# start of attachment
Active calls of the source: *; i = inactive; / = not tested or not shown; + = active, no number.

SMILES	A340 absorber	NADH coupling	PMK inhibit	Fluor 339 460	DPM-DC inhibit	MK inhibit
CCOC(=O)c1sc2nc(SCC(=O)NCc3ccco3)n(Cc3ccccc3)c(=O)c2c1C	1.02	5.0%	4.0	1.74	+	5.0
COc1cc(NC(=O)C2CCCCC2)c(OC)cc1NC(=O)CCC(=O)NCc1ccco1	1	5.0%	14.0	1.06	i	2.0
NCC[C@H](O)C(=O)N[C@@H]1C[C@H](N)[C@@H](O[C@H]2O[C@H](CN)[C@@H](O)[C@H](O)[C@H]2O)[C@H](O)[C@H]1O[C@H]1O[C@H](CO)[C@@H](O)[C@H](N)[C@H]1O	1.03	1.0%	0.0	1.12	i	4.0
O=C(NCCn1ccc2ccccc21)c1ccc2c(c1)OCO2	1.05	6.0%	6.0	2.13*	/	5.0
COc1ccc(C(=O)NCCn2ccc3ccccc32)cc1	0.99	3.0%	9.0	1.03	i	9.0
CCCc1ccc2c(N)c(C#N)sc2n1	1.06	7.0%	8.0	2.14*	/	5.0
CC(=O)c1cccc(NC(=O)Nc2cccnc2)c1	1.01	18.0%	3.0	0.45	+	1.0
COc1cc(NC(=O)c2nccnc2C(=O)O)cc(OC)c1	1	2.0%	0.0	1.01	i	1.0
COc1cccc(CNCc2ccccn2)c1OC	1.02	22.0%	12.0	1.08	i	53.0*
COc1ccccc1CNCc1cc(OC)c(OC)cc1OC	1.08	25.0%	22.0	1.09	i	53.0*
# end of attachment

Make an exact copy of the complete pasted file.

Active calls of the source: *; i = inactive; / = not tested or not shown; + = active, no number.

SMILES	A340 absorber	NADH coupling	PMK inhibit	Fluor 339 460	DPM-DC inhibit	MK inhibit
CCOC(=O)c1sc2nc(SCC(=O)NCc3ccco3)n(Cc3ccccc3)c(=O)c2c1C	1.02	5.0%	4.0	1.74	+	5.0
COc1cc(NC(=O)C2CCCCC2)c(OC)cc1NC(=O)CCC(=O)NCc1ccco1	1	5.0%	14.0	1.06	i	2.0
NCC[C@H](O)C(=O)N[C@@H]1C[C@H](N)[C@@H](O[C@H]2O[C@H](CN)[C@@H](O)[C@H](O)[C@H]2O)[C@H](O)[C@H]1O[C@H]1O[C@H](CO)[C@@H](O)[C@H](N)[C@H]1O	1.03	1.0%	0.0	1.12	i	4.0
O=C(NCCn1ccc2ccccc21)c1ccc2c(c1)OCO2	1.05	6.0%	6.0	2.13*	/	5.0
COc1ccc(C(=O)NCCn2ccc3ccccc32)cc1	0.99	3.0%	9.0	1.03	i	9.0
CCCc1ccc2c(N)c(C#N)sc2n1	1.06	7.0%	8.0	2.14*	/	5.0
CC(=O)c1cccc(NC(=O)Nc2cccnc2)c1	1.01	18.0%	3.0	0.45	+	1.0
COc1cc(NC(=O)c2nccnc2C(=O)O)cc(OC)c1	1	2.0%	0.0	1.01	i	1.0
COc1cccc(CNCc2ccccn2)c1OC	1.02	22.0%	12.0	1.08	i	53.0*
COc1ccccc1CNCc1cc(OC)c(OC)cc1OC	1.08	25.0%	22.0	1.09	i	53.0*